"We've always encouraged young people," Mitt Romney said in a speech to students at Otterbein University in Ohio today. "Take a shot, go for it, take a risk, get the education, borrow money if you have to from your parents, start a business."
Liberal sites and commentators immediately jumped on Romney for asking students to borrow from their folks. ("The advice fits right into the characterization that Romney is 'out of touch' with regular people," Annie-Rose Strasser wrote in an instantly ubiquitous post this afternoon.) Romney might be the wrong messenger. His family members were very rich, and not every son and daughter has a mom or dad with thousands of dollars to spare. But there's nothing wrong about this particular message.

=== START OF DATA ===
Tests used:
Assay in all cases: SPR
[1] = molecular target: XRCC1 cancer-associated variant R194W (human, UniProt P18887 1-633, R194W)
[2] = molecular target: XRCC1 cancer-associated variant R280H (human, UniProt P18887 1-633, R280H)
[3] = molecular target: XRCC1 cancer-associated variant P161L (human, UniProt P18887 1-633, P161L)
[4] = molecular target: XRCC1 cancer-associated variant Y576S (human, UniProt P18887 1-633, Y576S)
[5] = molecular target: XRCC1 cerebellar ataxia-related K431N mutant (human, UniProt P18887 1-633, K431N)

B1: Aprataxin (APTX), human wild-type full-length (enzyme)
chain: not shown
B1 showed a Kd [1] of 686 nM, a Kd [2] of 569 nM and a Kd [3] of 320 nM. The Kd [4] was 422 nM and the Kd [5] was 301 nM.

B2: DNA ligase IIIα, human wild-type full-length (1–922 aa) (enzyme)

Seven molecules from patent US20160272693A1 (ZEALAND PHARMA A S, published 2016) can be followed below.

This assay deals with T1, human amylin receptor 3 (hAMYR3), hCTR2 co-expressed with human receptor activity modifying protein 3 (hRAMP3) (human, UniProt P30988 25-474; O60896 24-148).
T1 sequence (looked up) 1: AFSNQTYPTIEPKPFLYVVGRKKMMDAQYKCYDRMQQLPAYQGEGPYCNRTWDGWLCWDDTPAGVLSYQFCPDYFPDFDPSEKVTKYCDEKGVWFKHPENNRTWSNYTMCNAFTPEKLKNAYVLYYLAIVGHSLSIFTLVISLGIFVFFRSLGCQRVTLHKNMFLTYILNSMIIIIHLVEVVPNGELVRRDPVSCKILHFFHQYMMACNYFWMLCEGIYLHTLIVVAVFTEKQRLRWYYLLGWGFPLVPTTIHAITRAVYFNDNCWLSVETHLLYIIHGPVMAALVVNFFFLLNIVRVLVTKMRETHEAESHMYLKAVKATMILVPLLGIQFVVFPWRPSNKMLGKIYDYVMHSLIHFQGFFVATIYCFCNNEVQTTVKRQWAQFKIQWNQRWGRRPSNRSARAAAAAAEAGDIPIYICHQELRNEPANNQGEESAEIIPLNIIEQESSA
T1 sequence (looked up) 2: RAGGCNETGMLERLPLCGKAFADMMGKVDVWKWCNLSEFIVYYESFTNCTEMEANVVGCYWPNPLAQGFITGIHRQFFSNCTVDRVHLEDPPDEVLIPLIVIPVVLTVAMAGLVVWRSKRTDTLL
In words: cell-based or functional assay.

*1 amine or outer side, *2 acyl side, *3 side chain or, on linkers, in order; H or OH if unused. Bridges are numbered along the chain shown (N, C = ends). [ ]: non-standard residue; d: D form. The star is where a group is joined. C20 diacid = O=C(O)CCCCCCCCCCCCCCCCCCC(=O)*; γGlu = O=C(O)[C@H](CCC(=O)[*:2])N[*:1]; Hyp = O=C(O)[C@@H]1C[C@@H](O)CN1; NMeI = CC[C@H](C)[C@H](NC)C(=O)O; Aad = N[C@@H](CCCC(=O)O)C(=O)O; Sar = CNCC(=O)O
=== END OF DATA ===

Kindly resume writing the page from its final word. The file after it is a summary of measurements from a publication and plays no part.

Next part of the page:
Young entrepreneurs borrowing from their parents is commonplace. Almost half of Asian immigrant start-ups tap family for loans. Entrepreneurs have a phrase, "the Three Fs," to refer to the friends, family, and fools necessary to get small companies off the ground. The Small Business Association has a page dedicated to help start-up firms approach family members for money in a polite and constructive way. Bottom line: It's not culturally insensitive to suggest risk-takers ask their parents for money. It's sensible, and it's common.